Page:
Hydrogen Embrittlement

Last update: Jan 13, 2017

Hydrogen Embrittlement is a form of hydrogen damage stemming from the diffusion of atomic hydrogen into certain types of metals, primarily high strength steels. This embedded hydrogen can then lead to embrittlement, cracking, or catastrophic brittle failure. Hydrogen embrittlement can also have detrimental effects on the ductility and load-bearing capacity of a part. This form of degradation can strike during equipment fabrication, cleaning, repairs, or while in-service.

Hydrogen embrittlement occurs when atomic hydrogen diffuses into certain metals and those metals are later put under applied tensile stresses. The metals that happen to be most vulnerable to hydrogen embrittlement include titanium and titanium alloys, nickel and nickel alloys, aluminum and aluminum alloys, high-strength steels, and low-alloy steels. The metals that are least vulnerable include copper and copper alloys, and austenitic stainless steels, among others.

This diffusion is usually unintentional and can occur during a number of operations. For example during welding, hydrogen can be released from wet electrodes or moisture on the steel. It can affect materials during processes such as applying cathodic protection, pickling, phosphating, or electroplating. Hydrogen can also diffuse into metals during forming or finishing operations. It can diffuse into metal at both low and high temperatures.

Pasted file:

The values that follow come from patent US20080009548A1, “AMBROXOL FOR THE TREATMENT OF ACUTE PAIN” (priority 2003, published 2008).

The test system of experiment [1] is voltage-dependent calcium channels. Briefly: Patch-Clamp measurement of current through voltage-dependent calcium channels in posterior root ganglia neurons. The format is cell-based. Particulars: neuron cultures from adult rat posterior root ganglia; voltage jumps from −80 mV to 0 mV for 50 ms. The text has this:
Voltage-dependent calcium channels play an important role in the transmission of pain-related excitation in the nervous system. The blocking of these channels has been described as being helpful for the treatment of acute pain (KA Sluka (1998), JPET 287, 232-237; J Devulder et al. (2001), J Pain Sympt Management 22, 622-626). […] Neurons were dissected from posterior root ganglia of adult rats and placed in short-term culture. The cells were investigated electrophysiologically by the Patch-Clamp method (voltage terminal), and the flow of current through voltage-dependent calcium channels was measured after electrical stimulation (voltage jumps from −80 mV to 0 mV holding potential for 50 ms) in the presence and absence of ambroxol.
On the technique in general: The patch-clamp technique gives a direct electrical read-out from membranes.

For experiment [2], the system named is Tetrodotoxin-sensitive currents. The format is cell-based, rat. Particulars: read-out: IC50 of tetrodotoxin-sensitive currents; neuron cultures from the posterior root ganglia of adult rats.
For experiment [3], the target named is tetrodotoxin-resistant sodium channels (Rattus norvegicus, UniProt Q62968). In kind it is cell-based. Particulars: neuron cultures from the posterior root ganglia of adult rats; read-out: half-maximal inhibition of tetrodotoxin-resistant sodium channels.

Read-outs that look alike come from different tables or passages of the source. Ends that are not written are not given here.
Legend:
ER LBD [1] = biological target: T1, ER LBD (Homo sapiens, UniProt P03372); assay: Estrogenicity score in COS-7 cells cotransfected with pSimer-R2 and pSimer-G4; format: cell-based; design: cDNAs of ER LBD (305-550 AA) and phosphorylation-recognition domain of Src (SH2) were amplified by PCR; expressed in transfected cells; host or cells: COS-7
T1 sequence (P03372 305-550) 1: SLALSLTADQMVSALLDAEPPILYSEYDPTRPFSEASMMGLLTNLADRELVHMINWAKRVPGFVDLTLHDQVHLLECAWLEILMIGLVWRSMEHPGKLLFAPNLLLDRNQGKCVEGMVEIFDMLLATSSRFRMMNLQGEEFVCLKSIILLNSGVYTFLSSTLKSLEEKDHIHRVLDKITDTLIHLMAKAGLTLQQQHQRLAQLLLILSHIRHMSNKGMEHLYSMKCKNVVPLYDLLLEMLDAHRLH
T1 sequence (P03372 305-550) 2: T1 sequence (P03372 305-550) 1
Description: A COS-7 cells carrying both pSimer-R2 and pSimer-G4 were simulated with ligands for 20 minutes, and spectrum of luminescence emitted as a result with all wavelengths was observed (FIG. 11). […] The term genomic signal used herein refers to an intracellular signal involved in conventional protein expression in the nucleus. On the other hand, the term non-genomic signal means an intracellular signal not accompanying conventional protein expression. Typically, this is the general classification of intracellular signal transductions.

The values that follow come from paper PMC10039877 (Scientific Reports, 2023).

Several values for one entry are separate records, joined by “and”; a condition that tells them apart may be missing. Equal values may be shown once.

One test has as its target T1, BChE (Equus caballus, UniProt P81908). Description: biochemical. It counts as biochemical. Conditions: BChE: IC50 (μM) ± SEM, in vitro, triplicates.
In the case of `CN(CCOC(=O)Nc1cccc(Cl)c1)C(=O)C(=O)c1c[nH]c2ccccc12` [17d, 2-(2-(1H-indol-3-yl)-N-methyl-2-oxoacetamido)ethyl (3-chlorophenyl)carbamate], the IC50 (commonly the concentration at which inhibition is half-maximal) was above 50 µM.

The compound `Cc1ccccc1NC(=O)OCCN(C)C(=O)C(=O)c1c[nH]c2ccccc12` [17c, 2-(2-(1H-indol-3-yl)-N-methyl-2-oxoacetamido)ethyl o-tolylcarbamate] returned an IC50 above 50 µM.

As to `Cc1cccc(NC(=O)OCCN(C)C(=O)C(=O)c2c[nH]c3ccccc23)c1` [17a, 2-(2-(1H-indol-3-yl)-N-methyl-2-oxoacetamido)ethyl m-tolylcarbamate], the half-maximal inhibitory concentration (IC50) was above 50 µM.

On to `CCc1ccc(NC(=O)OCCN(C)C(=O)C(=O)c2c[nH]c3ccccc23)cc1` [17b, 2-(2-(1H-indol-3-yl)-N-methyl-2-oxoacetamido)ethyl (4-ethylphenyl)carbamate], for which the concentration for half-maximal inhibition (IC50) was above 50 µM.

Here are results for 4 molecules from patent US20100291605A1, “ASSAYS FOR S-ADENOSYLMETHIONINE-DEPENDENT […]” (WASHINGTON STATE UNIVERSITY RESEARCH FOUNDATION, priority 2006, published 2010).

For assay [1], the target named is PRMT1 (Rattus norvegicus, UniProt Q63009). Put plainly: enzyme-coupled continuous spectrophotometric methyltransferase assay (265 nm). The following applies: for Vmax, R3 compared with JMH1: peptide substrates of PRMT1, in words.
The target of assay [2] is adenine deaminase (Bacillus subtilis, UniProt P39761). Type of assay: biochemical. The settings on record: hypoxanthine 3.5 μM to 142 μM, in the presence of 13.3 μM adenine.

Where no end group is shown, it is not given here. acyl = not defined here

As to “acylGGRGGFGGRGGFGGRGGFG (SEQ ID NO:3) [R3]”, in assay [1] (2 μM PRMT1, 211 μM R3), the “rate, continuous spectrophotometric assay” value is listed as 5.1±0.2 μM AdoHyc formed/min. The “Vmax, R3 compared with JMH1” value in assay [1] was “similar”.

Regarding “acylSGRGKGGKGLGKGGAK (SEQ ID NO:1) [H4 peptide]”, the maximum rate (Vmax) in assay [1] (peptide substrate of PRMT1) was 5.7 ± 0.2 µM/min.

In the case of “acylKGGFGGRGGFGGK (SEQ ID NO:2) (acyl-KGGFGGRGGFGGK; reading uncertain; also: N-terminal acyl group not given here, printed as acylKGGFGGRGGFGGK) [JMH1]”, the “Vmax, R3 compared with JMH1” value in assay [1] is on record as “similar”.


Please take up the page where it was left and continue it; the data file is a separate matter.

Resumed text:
One way to prevent hydrogen embrittlement is to perform a hydrogen bake-out prior to welding or putting metal parts into service. Hydrogen bake-outs drive hydrogen out of equipment and involve heating the metal to an elevated temperature and allowing time for the hydrogen to diffuse out of the steel, leaving it hydrogen-free.


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The Hydrogen bake-out process: an introduction and helpful resources
November 10, 2014

One of the more insidious problems within the industry is the issue of atomic hydrogen dissolving into steel equipment. This can happen to some steel components under certain circumstances and can cause weld failure, or what is known as “hydrogen cracking.” These cracks can occur during the welding process itself, but sometimes they can occur up to 48 hours later.

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